Summer in London-the sun is finally shining, the flowers are in bloom, and life is humming merrily along for book editor Samantha Clair, off to lunch with her old friend, art-dealer Aidan Merriam. Humming merrily until she learns that his partner has just been found dead in their gallery, slumped over his desk with a gun in his hand. Could anything be worse? Oh yes, the police investigation is being led by Inspector Jake Field, who just happens to be Sam's new boyfriend. And Aidan, who just happens to be Sam's ex-boyfriend, wants Sam's help. Finding herself drawn into another investigation, Sam does the only sensible thing and calls her mother. Before long, Sam finds her loyalties stretched to the limit as she herself is threatened.
Armed with nothing more than her trusty weapons of satire, cynicism and a stock of irrelevant information culled from novels, Sam races to find a killer who is determined to find her first in the newest fast-paced, uproarious novel in the critically acclaimed series from New York Times bestselling author Judith Flanders.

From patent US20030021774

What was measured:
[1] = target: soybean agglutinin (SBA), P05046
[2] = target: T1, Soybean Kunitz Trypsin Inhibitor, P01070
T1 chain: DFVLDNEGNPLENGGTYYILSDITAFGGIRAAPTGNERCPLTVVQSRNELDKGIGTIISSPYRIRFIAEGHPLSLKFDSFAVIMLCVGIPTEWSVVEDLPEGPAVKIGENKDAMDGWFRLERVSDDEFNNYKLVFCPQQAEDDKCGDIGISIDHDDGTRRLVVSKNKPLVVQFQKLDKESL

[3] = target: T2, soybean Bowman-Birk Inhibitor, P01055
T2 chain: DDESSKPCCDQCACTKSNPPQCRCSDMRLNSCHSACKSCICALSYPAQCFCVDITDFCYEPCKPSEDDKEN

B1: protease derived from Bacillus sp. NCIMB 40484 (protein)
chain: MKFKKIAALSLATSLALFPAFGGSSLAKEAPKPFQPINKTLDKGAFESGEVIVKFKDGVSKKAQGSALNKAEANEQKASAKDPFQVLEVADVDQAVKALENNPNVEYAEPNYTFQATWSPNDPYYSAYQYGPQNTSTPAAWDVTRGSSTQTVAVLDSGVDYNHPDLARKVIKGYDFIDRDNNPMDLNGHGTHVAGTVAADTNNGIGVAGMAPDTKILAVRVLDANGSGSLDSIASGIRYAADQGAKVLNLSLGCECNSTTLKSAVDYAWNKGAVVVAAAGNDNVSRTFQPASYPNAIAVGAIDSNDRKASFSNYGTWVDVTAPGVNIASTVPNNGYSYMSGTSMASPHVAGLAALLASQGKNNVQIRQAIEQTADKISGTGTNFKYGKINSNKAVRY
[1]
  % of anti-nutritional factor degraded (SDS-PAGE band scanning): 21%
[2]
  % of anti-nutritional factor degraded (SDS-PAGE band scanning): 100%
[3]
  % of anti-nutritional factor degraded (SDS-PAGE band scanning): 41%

Art and money are the linchpins of Flanders's enjoyable follow-up to 2015's A Murder of Magpies. At lunch at a London restaurant with old friend Aidan Merriam, sardonic book editor Samantha "Sam" Clair learns that Frank Compton, Aidan's partner in the gallery Merriam-Compton, has committed suicide and her boyfriend, Det. Insp. Jake Field, is investigating. Soon questions swirl around the nature of Compton's death, the business affairs of the gallery, and the upcoming exhibition on the late artist Edward Stevenson, although Sam is preoccupied by her upcoming panel on subsidized efforts in publishing that will include reproductions of Stevenson's work. Encounters with relatives and associates of Compton and Stevenson provide no further clarity to Sam, and an attempt to run her off the road has both Sam and Jake wondering about Sam's potential threat to those involved in the case. The finer points of book design, the navigation of Sam and Jake's relationship, and a tense climax featuring archival shelving units add texture to the narrative.